AlterEgo is a non-invasive, wearable, peripheral neural interface that allows users to “converse in natural language with machines, artificial intelligence (AI) assistants, services, and other people without any voice. Image: ShutterstockI
n 2018, Arnav Kapur, a Delhi-born student of Massachusetts Institute of Technology (MIT), developed a device that has the potential to change the relation between man and machine. ‘AlterEgo’, as per MIT, is a non-invasive, wearable, peripheral neural interface that allows users to “converse in natural language with machines, artificial intelligence (AI) assistants, services, and other people without any voice—without opening their mouth, and without externally observable movements—simply by articulating words internally”.
In a recent video interview of Kapur which is doing the rounds on the internet, he is seen with the device placed behind his ear and answering difficult questions such as “the largest city in Bulgaria and its population” in the blink of an eye. The answer came post a Google search which Kapur conducted via his brain, without using speech or typing it on a search bar.
According to MIT, the primary focus of this project is to help support communication for people with speech disorders, including conditions like ALS (amyotrophic lateral sclerosis) and MS (multiple sclerosis). “Beyond that, the system has the potential to seamlessly integrate humans and computers—such that computing, the internet and AI would weave into our daily life as a ‘second self’ and augment our cognition and abilities.”
How does AlterEgo work?
The wearable device records neural signals as and when a person hears or thinks of words. The information is then transmitted to machines and the internet to find answers/solutions to the information sent. Without using any speech, typing keywords, or any visible actions, the user is able to send and receive information discreetly. The system provides feedback through audio using bone conduction, creating a closed-loop interface. This gives the feeling of speaking internally to oneself during human-computer interaction, without interfering with the user's normal auditory experience. Also read: All work and some play: The playful side of AI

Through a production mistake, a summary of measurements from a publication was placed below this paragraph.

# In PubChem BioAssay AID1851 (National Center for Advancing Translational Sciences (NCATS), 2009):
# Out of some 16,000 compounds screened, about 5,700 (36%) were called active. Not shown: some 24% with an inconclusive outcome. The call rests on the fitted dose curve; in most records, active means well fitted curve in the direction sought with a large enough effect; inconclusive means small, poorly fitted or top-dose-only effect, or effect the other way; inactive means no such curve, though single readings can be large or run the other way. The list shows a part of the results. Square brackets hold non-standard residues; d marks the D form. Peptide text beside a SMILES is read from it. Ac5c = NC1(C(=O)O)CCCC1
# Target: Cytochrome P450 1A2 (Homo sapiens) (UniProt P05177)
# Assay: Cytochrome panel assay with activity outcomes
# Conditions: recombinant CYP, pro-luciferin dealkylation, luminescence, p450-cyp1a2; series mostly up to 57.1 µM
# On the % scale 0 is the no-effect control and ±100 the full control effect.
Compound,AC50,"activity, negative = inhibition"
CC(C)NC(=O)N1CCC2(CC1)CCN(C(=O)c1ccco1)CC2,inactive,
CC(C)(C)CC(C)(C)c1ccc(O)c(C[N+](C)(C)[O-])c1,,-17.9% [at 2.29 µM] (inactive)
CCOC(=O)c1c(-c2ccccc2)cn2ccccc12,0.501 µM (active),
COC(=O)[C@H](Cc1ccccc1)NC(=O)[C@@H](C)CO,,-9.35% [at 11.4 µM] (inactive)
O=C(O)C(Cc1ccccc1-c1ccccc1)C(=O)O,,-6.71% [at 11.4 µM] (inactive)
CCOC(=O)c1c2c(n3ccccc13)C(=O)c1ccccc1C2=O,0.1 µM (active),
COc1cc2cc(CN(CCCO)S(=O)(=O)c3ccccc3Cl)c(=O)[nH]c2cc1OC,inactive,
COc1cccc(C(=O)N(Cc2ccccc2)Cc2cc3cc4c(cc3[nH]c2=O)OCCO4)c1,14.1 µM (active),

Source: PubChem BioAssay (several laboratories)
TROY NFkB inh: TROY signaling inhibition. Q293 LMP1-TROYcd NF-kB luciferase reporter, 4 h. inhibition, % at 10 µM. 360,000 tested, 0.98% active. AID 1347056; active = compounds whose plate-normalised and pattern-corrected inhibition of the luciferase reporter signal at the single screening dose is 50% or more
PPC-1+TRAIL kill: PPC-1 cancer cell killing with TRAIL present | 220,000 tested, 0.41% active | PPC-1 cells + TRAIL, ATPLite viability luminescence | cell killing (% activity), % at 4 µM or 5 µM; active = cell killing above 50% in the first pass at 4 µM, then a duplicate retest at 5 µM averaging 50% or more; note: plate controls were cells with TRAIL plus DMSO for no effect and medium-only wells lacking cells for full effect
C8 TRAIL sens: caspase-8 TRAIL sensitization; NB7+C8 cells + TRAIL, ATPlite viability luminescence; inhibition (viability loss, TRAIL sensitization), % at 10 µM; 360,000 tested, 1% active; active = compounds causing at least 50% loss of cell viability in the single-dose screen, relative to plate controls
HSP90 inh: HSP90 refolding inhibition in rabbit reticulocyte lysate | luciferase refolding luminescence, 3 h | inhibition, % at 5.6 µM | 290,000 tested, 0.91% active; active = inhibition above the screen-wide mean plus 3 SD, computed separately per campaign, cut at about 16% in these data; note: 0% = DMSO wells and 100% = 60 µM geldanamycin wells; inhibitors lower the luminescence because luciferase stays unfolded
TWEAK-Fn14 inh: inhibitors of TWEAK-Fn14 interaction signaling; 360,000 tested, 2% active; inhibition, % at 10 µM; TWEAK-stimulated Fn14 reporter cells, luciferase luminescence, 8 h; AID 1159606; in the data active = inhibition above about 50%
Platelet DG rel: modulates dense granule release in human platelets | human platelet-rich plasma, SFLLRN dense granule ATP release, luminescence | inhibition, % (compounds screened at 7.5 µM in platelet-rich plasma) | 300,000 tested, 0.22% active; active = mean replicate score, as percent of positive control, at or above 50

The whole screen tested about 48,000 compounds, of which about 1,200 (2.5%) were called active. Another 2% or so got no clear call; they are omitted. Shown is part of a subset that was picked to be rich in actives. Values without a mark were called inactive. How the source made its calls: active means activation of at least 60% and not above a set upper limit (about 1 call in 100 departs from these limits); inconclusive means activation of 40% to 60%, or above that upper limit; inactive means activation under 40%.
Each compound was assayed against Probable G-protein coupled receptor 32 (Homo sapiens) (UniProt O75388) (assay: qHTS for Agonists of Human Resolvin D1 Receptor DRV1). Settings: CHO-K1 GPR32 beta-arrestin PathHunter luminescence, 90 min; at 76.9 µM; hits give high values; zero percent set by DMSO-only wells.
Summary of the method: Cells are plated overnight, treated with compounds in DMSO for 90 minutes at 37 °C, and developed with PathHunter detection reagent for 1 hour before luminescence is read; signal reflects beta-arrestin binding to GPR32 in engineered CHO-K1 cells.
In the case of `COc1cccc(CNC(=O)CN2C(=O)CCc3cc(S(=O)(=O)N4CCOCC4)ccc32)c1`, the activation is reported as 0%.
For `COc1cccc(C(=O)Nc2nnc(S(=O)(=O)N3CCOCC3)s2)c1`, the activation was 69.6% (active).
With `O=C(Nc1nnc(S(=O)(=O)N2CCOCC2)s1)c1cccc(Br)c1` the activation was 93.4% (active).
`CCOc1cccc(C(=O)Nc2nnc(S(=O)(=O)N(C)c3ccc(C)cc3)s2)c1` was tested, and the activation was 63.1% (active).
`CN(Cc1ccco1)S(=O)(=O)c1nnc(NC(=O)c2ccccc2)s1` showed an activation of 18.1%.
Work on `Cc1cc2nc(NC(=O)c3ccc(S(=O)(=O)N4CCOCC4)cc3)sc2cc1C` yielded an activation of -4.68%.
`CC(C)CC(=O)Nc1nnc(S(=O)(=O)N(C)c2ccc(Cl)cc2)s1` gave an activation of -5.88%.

The device is also capable of doing tasks such as ordering a pizza without using any app/phone. Kapur says the idea behind the device is for a user to have the entire internet in their head—eventually becoming an expert on any subject.
Man behind the machine
Kapur is an avid learner of all the disciplines that offer unique perspectives, which can attempt to find solutions to problems in the world. After his schooling in Delhi, Kapur went to the US to pursue his masters and PhD at MIT, where he is currently studying Media Arts and Sciences at the MIT Media Lab. He boasts a remarkable array of achievements, having created a 3D printable drone, a gene expression measurement platform, and a device called Drishti to aid the visually impaired. Additionally, he contributed to the development of a lunar rover designed for moon missions and image transmission to Earth. He also collaborated on a cutting-edge art installation displayed at the Tate Modern in London and the alt-AI conference in New York. Also read: The fear from AI is not new: Ajai Chowdhry
According to MIT, Arnav’s work explores whether AI and computing could instead be woven into the human experience as a direct extension of our cognition, rather than via external devices. In this way, computers would extend human ability multifold, instead of diminishing or replacing humans from our environment.